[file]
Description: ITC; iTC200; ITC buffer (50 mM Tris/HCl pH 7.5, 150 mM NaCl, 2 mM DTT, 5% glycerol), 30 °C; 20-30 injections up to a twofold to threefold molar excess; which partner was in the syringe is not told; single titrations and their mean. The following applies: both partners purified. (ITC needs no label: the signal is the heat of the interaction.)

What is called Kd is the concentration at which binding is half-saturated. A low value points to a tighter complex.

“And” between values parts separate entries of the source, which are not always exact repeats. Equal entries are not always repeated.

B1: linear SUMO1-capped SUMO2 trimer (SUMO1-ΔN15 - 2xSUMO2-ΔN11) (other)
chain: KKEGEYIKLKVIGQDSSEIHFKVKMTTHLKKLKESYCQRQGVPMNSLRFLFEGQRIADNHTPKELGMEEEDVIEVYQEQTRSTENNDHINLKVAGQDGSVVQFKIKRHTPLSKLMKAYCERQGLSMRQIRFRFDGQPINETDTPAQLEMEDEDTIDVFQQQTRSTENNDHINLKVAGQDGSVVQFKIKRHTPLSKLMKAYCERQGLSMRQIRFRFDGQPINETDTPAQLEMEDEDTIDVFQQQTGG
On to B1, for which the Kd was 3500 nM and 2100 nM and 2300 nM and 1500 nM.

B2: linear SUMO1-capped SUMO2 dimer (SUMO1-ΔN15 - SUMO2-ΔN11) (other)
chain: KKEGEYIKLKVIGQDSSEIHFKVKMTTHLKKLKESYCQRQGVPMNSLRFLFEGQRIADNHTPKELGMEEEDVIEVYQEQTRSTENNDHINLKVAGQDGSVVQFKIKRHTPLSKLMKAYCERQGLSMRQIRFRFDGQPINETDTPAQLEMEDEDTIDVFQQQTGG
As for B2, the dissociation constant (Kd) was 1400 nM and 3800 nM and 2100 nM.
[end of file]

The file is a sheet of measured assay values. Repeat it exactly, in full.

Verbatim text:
Description: ITC; iTC200; ITC buffer (50 mM Tris/HCl pH 7.5, 150 mM NaCl, 2 mM DTT, 5% glycerol), 30 °C; 20-30 injections up to a twofold to threefold molar excess; which partner was in the syringe is not told; single titrations and their mean. The following applies: both partners purified. (ITC needs no label: the signal is the heat of the interaction.)

What is called Kd is the concentration at which binding is half-saturated. A low value points to a tighter complex.

“And” between values parts separate entries of the source, which are not always exact repeats. Equal entries are not always repeated.

B1: linear SUMO1-capped SUMO2 trimer (SUMO1-ΔN15 - 2xSUMO2-ΔN11) (other)
chain: KKEGEYIKLKVIGQDSSEIHFKVKMTTHLKKLKESYCQRQGVPMNSLRFLFEGQRIADNHTPKELGMEEEDVIEVYQEQTRSTENNDHINLKVAGQDGSVVQFKIKRHTPLSKLMKAYCERQGLSMRQIRFRFDGQPINETDTPAQLEMEDEDTIDVFQQQTRSTENNDHINLKVAGQDGSVVQFKIKRHTPLSKLMKAYCERQGLSMRQIRFRFDGQPINETDTPAQLEMEDEDTIDVFQQQTGG
On to B1, for which the Kd was 3500 nM and 2100 nM and 2300 nM and 1500 nM.

B2: linear SUMO1-capped SUMO2 dimer (SUMO1-ΔN15 - SUMO2-ΔN11) (other)
chain: KKEGEYIKLKVIGQDSSEIHFKVKMTTHLKKLKESYCQRQGVPMNSLRFLFEGQRIADNHTPKELGMEEEDVIEVYQEQTRSTENNDHINLKVAGQDGSVVQFKIKRHTPLSKLMKAYCERQGLSMRQIRFRFDGQPINETDTPAQLEMEDEDTIDVFQQQTGG
As for B2, the dissociation constant (Kd) was 1400 nM and 3800 nM and 2100 nM.